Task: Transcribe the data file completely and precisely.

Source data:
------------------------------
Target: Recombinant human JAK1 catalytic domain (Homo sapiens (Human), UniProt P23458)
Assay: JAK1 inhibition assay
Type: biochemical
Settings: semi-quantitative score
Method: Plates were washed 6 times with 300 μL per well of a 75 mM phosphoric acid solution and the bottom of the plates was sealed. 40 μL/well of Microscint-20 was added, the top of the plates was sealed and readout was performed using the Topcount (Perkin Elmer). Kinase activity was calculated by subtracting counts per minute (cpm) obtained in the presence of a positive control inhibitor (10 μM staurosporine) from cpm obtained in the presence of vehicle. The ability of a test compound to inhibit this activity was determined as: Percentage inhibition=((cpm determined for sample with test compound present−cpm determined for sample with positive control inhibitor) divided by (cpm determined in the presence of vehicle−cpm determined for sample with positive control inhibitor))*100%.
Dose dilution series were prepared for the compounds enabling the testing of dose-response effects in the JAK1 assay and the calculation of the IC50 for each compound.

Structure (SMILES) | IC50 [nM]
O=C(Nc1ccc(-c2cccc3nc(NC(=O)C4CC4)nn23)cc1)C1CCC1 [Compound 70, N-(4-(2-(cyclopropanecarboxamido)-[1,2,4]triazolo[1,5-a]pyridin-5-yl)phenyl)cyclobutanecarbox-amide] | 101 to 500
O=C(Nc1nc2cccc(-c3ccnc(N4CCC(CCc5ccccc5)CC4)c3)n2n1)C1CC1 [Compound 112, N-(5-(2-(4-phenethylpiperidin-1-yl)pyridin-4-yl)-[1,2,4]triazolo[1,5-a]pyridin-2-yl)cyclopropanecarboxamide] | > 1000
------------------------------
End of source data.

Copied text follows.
Target: Recombinant human JAK1 catalytic domain (Homo sapiens (Human), UniProt P23458)
Assay: JAK1 inhibition assay
Type: biochemical
Settings: semi-quantitative score
Method: Plates were washed 6 times with 300 μL per well of a 75 mM phosphoric acid solution and the bottom of the plates was sealed. 40 μL/well of Microscint-20 was added, the top of the plates was sealed and readout was performed using the Topcount (Perkin Elmer). Kinase activity was calculated by subtracting counts per minute (cpm) obtained in the presence of a positive control inhibitor (10 μM staurosporine) from cpm obtained in the presence of vehicle. The ability of a test compound to inhibit this activity was determined as: Percentage inhibition=((cpm determined for sample with test compound present−cpm determined for sample with positive control inhibitor) divided by (cpm determined in the presence of vehicle−cpm determined for sample with positive control inhibitor))*100%.
Dose dilution series were prepared for the compounds enabling the testing of dose-response effects in the JAK1 assay and the calculation of the IC50 for each compound.

Structure (SMILES) | IC50 [nM]
O=C(Nc1ccc(-c2cccc3nc(NC(=O)C4CC4)nn23)cc1)C1CCC1 [Compound 70, N-(4-(2-(cyclopropanecarboxamido)-[1,2,4]triazolo[1,5-a]pyridin-5-yl)phenyl)cyclobutanecarbox-amide] | 101 to 500
O=C(Nc1nc2cccc(-c3ccnc(N4CCC(CCc5ccccc5)CC4)c3)n2n1)C1CC1 [Compound 112, N-(5-(2-(4-phenethylpiperidin-1-yl)pyridin-4-yl)-[1,2,4]triazolo[1,5-a]pyridin-2-yl)cyclopropanecarboxamide] | > 1000